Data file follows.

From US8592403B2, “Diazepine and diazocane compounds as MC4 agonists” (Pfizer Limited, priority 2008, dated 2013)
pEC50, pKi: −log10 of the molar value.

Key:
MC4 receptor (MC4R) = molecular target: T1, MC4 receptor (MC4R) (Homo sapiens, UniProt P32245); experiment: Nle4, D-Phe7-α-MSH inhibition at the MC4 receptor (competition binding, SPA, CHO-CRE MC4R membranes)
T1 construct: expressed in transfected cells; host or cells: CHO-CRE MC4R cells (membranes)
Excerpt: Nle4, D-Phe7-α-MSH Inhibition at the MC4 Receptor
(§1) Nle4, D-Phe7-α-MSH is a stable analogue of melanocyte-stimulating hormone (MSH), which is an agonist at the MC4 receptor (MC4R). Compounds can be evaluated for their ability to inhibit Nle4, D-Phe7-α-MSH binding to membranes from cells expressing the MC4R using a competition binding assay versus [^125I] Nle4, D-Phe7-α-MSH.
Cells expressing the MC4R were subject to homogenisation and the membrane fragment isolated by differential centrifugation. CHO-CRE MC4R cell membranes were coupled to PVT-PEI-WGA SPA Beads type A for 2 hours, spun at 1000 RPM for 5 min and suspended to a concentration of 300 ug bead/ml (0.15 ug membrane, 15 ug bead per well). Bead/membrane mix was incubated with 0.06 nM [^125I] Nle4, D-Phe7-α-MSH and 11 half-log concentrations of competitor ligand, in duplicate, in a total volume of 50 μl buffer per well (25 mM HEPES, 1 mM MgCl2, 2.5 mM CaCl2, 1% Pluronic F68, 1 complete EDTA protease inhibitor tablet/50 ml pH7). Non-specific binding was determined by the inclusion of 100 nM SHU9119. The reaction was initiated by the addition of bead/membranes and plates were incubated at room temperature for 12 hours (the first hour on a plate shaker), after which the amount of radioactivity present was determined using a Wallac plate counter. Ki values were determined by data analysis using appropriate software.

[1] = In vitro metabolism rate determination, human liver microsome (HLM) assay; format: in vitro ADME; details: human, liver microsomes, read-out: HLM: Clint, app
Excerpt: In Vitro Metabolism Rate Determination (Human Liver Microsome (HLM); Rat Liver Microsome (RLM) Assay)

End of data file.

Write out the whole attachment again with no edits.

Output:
From US8592403B2, “Diazepine and diazocane compounds as MC4 agonists” (Pfizer Limited, priority 2008, dated 2013)
pEC50, pKi: −log10 of the molar value.

Key:
MC4 receptor (MC4R) = molecular target: T1, MC4 receptor (MC4R) (Homo sapiens, UniProt P32245); experiment: Nle4, D-Phe7-α-MSH inhibition at the MC4 receptor (competition binding, SPA, CHO-CRE MC4R membranes)
T1 construct: expressed in transfected cells; host or cells: CHO-CRE MC4R cells (membranes)
Excerpt: Nle4, D-Phe7-α-MSH Inhibition at the MC4 Receptor
(§1) Nle4, D-Phe7-α-MSH is a stable analogue of melanocyte-stimulating hormone (MSH), which is an agonist at the MC4 receptor (MC4R). Compounds can be evaluated for their ability to inhibit Nle4, D-Phe7-α-MSH binding to membranes from cells expressing the MC4R using a competition binding assay versus [^125I] Nle4, D-Phe7-α-MSH.
Cells expressing the MC4R were subject to homogenisation and the membrane fragment isolated by differential centrifugation. CHO-CRE MC4R cell membranes were coupled to PVT-PEI-WGA SPA Beads type A for 2 hours, spun at 1000 RPM for 5 min and suspended to a concentration of 300 ug bead/ml (0.15 ug membrane, 15 ug bead per well). Bead/membrane mix was incubated with 0.06 nM [^125I] Nle4, D-Phe7-α-MSH and 11 half-log concentrations of competitor ligand, in duplicate, in a total volume of 50 μl buffer per well (25 mM HEPES, 1 mM MgCl2, 2.5 mM CaCl2, 1% Pluronic F68, 1 complete EDTA protease inhibitor tablet/50 ml pH7). Non-specific binding was determined by the inclusion of 100 nM SHU9119. The reaction was initiated by the addition of bead/membranes and plates were incubated at room temperature for 12 hours (the first hour on a plate shaker), after which the amount of radioactivity present was determined using a Wallac plate counter. Ki values were determined by data analysis using appropriate software.

[1] = In vitro metabolism rate determination, human liver microsome (HLM) assay; format: in vitro ADME; details: human, liver microsomes, read-out: HLM: Clint, app
Excerpt: In Vitro Metabolism Rate Determination (Human Liver Microsome (HLM); Rat Liver Microsome (RLM) Assay)